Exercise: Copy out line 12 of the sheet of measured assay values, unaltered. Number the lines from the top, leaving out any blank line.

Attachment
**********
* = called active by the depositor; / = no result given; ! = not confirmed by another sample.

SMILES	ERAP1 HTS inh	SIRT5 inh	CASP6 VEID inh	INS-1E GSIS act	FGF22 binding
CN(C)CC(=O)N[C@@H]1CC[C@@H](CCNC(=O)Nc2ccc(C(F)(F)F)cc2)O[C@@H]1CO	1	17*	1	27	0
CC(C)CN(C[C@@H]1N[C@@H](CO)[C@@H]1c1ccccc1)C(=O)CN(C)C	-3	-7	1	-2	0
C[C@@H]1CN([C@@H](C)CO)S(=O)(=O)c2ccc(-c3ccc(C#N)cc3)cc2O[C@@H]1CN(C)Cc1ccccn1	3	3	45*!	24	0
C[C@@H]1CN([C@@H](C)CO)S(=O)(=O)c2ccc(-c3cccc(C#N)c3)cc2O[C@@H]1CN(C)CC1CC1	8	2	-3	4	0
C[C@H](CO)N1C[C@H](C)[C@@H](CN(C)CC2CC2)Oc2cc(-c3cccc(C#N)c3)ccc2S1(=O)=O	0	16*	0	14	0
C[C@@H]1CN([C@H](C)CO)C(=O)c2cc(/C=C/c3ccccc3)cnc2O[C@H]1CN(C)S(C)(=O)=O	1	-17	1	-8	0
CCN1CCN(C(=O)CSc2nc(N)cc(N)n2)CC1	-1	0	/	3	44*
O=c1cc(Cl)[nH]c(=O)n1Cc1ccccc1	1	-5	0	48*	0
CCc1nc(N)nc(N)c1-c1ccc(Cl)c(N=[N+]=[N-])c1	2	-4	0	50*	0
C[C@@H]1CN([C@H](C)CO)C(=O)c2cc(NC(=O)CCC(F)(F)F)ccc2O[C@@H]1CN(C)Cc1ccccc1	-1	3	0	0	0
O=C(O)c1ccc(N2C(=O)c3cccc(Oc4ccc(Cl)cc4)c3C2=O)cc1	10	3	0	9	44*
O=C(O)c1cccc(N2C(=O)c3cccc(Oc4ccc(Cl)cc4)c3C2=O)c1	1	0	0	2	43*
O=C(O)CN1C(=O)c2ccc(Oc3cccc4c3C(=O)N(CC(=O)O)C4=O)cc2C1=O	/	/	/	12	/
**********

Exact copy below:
C[C@@H]1CN([C@H](C)CO)C(=O)c2cc(NC(=O)CCC(F)(F)F)ccc2O[C@@H]1CN(C)Cc1ccccc1	-1	3	0	0	0